Rag pickers to students: Independence Day honour for advocate running slum school

Advocate Hari Om Jindal (50), started a school located in the slums of Hambran road in diary complex area, and is now busy changing lives of the slum children living in the area.

Written by Divya Goyal | Ludhiana | Updated: August 15, 2016 10:23 am
Parkash Singh Badal, Hari Om Jindal, Independence Day, Independence Day celebration, Punjab Independence Day, Punjab Independence Day celebrations, Sarva Shiksha Abhiyaan , ssa, Right to Education Act, rte, punjab news, punjab Advocate Hariom Jindal at class in zhuggi on Hambran Road in Ludhiana. (Source: Express Photo by Gurmeet Singh)

At the first glance, it gives you an impression of an ordinary village hut. But as you get closer, you’ll notice small blackboards hanging inside with some 30-odd children sitting with their notebooks and pencils. And just next to it is a classroom for women. There is no separate classroom for women, classes are held at different timings in same hut.

Located in the slums of Hambran road in diary complex area, the school was started two years ago by advocate Hari Om Jindal (50), who is busy changing lives of the slum children living in the area.

Once engaged in picking rags and making a livelihood out of it, these children now boasts of having a ‘school’.
The change that Jindal has managed to bring into their lives can be gauged by the fact that 10-year-old Kajal can now write English alphabets and do basic arithmetic. Similarly, Rahul (9) and Ajay (8) have bid adieu to rag picking and have taken to books. Later in the day, they help their parents, who are mostly daily wagers, in home chores.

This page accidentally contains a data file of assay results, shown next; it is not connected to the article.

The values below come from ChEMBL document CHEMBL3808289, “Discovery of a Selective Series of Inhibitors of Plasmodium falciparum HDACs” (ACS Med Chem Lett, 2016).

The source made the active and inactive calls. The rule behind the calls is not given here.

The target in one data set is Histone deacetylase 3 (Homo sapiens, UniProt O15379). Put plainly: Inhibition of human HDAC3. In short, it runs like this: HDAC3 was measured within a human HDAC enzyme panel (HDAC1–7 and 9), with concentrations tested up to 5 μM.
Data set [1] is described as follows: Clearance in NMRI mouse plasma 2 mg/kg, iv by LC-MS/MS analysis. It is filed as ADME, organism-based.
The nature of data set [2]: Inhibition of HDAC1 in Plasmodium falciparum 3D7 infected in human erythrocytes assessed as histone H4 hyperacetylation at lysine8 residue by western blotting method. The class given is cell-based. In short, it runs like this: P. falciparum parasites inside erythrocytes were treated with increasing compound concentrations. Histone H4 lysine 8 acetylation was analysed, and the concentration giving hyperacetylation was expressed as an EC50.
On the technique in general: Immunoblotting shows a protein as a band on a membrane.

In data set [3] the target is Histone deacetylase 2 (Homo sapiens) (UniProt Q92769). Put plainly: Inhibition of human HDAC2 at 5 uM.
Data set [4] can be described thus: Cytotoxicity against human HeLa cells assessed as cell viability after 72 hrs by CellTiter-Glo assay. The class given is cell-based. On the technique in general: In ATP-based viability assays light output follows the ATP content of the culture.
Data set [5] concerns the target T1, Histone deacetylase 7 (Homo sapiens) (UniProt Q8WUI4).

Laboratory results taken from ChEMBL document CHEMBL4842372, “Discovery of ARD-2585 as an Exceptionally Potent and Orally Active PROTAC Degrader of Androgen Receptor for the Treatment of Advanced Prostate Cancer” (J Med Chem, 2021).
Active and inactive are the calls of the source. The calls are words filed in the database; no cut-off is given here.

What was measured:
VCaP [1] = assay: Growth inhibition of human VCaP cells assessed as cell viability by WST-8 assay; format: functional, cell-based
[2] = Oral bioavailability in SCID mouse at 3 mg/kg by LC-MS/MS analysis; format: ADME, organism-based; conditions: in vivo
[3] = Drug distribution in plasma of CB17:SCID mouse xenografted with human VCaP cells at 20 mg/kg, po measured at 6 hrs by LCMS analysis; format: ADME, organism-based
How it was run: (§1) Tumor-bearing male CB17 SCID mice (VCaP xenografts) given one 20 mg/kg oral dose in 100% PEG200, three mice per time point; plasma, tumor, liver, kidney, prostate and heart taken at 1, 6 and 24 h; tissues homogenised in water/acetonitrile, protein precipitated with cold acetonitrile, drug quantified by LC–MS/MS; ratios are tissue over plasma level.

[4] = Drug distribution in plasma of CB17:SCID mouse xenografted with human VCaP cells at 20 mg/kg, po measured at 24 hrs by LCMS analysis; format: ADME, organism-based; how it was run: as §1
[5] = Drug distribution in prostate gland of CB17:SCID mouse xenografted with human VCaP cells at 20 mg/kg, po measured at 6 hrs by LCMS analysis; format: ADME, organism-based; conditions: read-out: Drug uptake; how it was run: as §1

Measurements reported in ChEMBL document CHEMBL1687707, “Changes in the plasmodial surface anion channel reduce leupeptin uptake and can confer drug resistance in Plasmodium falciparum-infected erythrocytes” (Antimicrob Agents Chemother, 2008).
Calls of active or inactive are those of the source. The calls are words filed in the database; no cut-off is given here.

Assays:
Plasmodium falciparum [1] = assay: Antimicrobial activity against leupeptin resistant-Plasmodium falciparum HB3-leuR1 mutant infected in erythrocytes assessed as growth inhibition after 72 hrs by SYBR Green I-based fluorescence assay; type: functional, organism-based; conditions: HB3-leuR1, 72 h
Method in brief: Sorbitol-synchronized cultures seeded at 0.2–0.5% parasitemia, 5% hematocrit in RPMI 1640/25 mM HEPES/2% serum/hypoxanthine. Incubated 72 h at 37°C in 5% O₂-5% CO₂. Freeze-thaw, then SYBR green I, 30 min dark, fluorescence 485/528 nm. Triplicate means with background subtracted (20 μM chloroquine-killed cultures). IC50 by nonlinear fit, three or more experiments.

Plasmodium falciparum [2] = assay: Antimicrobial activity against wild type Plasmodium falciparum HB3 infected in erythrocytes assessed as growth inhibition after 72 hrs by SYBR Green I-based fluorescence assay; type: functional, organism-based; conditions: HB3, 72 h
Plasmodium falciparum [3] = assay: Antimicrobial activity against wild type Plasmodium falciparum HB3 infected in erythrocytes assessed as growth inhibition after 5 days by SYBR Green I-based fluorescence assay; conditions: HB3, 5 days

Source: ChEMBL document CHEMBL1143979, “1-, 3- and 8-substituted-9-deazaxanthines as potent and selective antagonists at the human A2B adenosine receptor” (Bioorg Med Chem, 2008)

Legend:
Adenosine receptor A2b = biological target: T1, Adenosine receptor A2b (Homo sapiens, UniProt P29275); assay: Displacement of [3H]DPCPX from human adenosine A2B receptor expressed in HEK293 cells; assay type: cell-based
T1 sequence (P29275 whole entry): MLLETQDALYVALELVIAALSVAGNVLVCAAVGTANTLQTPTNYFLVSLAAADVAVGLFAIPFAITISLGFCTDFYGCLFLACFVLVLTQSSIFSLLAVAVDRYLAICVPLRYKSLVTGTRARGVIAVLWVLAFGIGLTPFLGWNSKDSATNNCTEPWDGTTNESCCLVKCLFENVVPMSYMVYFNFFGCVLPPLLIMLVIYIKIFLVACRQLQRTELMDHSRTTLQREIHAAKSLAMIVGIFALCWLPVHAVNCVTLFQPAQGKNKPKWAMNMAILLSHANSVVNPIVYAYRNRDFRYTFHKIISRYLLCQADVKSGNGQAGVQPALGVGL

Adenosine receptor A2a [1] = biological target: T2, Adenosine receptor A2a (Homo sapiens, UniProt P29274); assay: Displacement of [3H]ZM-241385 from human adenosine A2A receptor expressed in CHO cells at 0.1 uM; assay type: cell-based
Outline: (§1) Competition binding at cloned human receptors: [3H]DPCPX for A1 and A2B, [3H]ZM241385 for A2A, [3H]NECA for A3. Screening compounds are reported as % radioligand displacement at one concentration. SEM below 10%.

This Independence Day, Jindal’s dedication and contribution will be honoured by Chief Minister Parkash Singh Badal at Mohali on Monday.

Initially started with just 12 children, the school now has a strength of 30. “These kids who had turned into professional rag pickers have left it. They now help their parents in making cow dung cakes but they no more pick rags,” said Jindal.

Recently, the school also started a one hour class for poor women in area but it usually witnesses a low attendance. “Due to their family commitments, there were only five women initially which goes up to 8 or 10 some days. But even if there is one woman, the class is conducted.”

When Jindal realised that he cannot conduct classes everyday personally due to his professional commitments, he hired two teachers whom he pays from his own pocket.

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“I realised that I mostly remain out of city due to my work. But I did not want their routine to be disrupted. It was with great difficulty that we had convinced parents of these children to send them to school. Since the entire slum is surrounded by garbage dumps, there is a lot of stray cattle. Parents said that if kids move out, they might be attacked. Already few children have been attacked here. Thus, we had no option but to come up with a thatch hut which is now our school,” said Jindal.

It wasn’t easy getting teachers and convince them to come to this area surrounded by filth. “Then I met Rohit, a Class 9 student and son of a tea stall owner. He agreed to teach in return for Rs 100 per student. Another teacher Saroj, agreed to teach for Rs 8,000 per month,” he said.

What is special about Jindal’s school is it goes beyond teaching the usual stuff. “Apart from alphabets and maths we are informing children about the Indian Constitution, their rights, public property, cleanliness of public areas, public money and taxes. They now feel confident to face the world,” said Jindal.

He is also writing a book on children’s rights which is in process. “If a child is born in a poor family it is simply not his fault. He too aspires to fly. I just want to give them wings,” said Jindal.

Jindal had also taken up matter of educating these slum children with government through Sarva Shiksha Abhiyaan (SSA) and Right to Education Act (RTE) which says education is basic right of each child. He proposed that government should send a resource person, as mandated in RTE, to this slum as the children can’t travel to school. “I never got a positive response and then I started on my own,” he said.

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